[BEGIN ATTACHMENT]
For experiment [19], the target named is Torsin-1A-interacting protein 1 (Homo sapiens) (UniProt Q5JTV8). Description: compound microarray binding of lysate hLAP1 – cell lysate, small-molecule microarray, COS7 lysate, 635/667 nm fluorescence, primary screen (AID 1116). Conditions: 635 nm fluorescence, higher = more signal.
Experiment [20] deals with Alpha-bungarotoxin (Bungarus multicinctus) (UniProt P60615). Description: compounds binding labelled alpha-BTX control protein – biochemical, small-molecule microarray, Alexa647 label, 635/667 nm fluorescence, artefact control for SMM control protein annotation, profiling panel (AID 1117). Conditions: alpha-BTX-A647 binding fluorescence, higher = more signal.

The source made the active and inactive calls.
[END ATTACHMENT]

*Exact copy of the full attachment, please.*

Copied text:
For experiment [19], the target named is Torsin-1A-interacting protein 1 (Homo sapiens) (UniProt Q5JTV8). Description: compound microarray binding of lysate hLAP1 – cell lysate, small-molecule microarray, COS7 lysate, 635/667 nm fluorescence, primary screen (AID 1116). Conditions: 635 nm fluorescence, higher = more signal.
Experiment [20] deals with Alpha-bungarotoxin (Bungarus multicinctus) (UniProt P60615). Description: compounds binding labelled alpha-BTX control protein – biochemical, small-molecule microarray, Alexa647 label, 635/667 nm fluorescence, artefact control for SMM control protein annotation, profiling panel (AID 1117). Conditions: alpha-BTX-A647 binding fluorescence, higher = more signal.

The source made the active and inactive calls.